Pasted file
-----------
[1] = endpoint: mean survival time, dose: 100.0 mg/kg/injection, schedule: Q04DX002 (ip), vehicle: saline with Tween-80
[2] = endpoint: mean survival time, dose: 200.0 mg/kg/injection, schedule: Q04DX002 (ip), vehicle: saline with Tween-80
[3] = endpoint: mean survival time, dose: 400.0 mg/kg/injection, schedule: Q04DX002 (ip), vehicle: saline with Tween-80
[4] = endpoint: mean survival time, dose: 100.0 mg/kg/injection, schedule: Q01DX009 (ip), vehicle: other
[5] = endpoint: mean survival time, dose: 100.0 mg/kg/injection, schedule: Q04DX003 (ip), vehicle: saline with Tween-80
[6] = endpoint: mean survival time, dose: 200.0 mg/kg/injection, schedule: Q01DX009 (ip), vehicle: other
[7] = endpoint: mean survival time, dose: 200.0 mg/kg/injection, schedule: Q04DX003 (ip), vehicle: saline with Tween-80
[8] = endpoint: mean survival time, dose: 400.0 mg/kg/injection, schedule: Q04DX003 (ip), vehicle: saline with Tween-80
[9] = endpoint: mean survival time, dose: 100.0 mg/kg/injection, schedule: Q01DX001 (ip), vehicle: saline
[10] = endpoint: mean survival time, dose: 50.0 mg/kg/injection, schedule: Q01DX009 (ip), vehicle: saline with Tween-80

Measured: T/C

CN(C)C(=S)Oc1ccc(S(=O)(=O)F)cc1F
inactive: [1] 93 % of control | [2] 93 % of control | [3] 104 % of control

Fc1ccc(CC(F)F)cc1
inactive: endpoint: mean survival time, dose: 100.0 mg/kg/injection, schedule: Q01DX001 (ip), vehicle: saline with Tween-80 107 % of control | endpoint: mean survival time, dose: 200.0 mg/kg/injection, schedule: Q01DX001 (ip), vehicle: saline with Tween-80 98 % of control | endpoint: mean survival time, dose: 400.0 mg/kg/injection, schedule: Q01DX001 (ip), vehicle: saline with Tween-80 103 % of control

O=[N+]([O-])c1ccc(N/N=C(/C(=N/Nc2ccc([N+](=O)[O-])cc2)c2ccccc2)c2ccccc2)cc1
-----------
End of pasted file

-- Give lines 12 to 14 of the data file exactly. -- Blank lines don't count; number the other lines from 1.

CN(C)C(=S)Oc1ccc(S(=O)(=O)F)cc1F
inactive: [1] 93 % of control | [2] 93 % of control | [3] 104 % of control

Fc1ccc(CC(F)F)cc1